The Lawyer's Stock In Trade

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					The Lawyer's Stock In Trade
By Daniel P. Bestul

         One of Abraham Lincoln's more frequently quoted saying- among lawyers,
anyway- is ,"A lawyer's time and advice are his stock in trade." What held true when
Lincoln practiced in central Illinois still holds true in southern Wisconsin, today.
Lawyers are retained to apply their knowledge, advice, and efforts to help solve clients'
problems. Today, lawyers bill most legal work on an hourly rate.
         However, the delivery method for the stock in trade has changed dramatically,
especially over the last decade. Computers are the order of the day, instead of
typewriters. In-house libraries, with statutes, court opinions, and treatises have been
replaced by legal research data bases, accessible via the internet. A problem that once
took hours to research can now be sorted out in minutes. Forms and standard documents
stored on computer disc are instantly accessible. Complex legal documents, once taking
hours or day to assemble, edit, and type can now be assembled and custom tailored in a
fraction of the time.
         Modernization affects how attorneys bill clients, too. Automation is expensive,
and the attorney who responds to a clients' demands for greater efficiency must cover the
cost. However, there are still only 24 hours in a day. The amount of time to be billed in a
day, week and year is limited. And it is a buyer's market. An increased hourly rate,
though reflective of the attorney's increased costs and efficiency, may result in the
attorney losing, rather than gaining ground economically.
         More and more, experts in the field of law office management and economics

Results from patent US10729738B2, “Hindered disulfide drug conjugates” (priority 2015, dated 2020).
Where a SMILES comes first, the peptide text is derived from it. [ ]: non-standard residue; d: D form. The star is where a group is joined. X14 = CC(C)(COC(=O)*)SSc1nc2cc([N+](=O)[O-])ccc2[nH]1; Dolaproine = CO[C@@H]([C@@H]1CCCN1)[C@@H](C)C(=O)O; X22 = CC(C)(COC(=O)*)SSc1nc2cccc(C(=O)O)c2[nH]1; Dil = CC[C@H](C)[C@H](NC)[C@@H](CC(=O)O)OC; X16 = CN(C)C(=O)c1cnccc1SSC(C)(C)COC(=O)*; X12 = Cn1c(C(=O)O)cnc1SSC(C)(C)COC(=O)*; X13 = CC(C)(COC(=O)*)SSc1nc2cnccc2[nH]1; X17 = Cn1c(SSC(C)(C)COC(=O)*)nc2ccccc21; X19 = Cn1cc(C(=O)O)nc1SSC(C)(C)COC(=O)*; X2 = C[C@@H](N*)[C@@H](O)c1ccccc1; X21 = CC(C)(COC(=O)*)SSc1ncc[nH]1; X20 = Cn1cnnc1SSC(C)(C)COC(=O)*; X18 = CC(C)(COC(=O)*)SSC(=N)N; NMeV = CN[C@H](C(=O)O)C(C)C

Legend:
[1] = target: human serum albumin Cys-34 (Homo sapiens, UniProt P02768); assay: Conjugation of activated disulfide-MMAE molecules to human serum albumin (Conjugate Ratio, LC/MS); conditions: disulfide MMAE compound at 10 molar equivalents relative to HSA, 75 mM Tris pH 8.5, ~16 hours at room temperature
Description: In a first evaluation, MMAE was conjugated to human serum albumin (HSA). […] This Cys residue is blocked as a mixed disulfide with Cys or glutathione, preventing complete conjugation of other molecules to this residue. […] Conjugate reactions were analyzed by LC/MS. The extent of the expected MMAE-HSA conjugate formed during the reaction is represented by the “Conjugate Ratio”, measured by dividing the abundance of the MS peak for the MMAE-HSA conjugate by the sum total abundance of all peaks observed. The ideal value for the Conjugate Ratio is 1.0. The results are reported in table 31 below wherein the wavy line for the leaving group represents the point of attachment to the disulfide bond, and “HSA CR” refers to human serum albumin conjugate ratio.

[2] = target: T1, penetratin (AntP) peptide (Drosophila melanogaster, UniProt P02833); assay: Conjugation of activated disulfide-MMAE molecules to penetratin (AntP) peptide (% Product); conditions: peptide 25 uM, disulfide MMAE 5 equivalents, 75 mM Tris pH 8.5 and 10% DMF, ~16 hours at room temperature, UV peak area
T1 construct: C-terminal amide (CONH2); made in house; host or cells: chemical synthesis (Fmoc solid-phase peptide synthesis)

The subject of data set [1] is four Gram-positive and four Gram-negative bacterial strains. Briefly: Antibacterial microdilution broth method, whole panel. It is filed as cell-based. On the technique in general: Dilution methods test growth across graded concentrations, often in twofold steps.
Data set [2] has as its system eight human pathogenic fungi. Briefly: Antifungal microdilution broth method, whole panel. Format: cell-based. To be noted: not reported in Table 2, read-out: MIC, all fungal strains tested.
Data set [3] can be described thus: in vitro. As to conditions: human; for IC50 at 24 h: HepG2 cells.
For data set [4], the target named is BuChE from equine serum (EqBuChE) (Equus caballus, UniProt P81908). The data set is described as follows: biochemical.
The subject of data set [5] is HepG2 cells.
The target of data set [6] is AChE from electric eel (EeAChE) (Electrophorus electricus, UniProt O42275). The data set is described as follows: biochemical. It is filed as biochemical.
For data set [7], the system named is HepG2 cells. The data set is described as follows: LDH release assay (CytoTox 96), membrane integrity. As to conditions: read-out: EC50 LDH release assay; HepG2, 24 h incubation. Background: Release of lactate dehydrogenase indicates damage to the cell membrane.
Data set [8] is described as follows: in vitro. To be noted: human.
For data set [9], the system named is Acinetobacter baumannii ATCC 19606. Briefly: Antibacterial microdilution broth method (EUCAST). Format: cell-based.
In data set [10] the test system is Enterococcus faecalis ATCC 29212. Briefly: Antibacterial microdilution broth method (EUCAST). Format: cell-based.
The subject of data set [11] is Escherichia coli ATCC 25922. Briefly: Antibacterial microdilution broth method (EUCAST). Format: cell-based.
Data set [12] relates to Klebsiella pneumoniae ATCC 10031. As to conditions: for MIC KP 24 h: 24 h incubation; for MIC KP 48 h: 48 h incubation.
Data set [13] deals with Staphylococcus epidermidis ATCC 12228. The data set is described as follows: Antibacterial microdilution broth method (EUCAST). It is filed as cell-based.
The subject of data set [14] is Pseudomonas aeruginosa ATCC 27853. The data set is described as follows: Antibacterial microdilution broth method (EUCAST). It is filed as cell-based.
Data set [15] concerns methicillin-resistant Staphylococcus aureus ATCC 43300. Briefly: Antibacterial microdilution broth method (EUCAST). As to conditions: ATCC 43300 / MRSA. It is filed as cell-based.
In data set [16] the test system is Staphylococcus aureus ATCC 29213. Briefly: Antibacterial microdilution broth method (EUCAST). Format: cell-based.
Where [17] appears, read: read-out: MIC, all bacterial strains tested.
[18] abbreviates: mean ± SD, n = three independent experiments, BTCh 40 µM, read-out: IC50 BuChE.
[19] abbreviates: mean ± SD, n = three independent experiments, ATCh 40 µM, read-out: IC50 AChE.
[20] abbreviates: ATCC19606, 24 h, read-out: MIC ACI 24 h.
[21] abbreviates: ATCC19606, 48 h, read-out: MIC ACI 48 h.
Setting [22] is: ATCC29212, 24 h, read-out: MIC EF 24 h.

recommend that attorneys bill on something other than an hourly basis. In the future,
more work is likely to be billed on a flat fee basis. This will happen in areas such as
estate planning, real estate, and business organizations, where attorneys can accurately
predict the time and effort the project will involve.
         A great deal of legal work involves preparation of standard documents, and seeing
that they are properly filed and recorded with the correct government office. Attorneys
delegate much of this work to trained staff and paralegals. The attorney supervises and
retains responsibility for the end product. This staff work is also an attorney's stock on
trade. He must pay to train his staff, and pay them to do the work. Some firms elect to
bill the client for staff work, at a rate far below the attorney's hourly rate. The client
benefits because he'd billed less that if the attorney did the routine work at a higher rate.
         Attorneys also recoup some increased costs by billing pertinent expenses directly
to clients. Long-distance telephone charges, photo copies, faxes, computer data base
research, and even computer forms may show up as charges. For example, an attorney
hired to setup a corporation may charge a fee for the computer forms he uses for
preparing articles of incorporation, bylaws, and even minutes of shareholder meetings.
         Many of these "add ons" have been criticized as billing abuses. In some cases,
they clearly are. For example, if an attorney calls up a computer form, dictates changes to
the form, gives the dictation to his staff to prepare- it's not fair to charge for dictation
time, transcription time, as well as the modified form. It's also abusive if the attorney
quotes a high hourly rate (which he justifies by increased
automation and a trained staff), but then spends as much billed time on the work as an
attorney working at a lower hourly rate.
        When conscientiously applied though, the billing practices discussed above should
result in high quality work, at lower cost to the client. This will happen only if the "add
ons" truly reflect less attorney time, with as much or more legal knowledge, expertise and
advice incorporated into the final product.
        Of course, an attorney may have exceptional skill or knowledge in a particular
area, meriting an hourly rate well above practices in the same community. This too
reflects the attorney's increased efficiency, and a client might be better off paying the
higher rate, to gain the benefits of that talent and expertise.
        There is a bottom line for the consumer, implicit in everything discussed. The
client expects, and must receive, the attorney's time and advice, regardless of how the
charge is calculated.

				
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posted:6/26/2011
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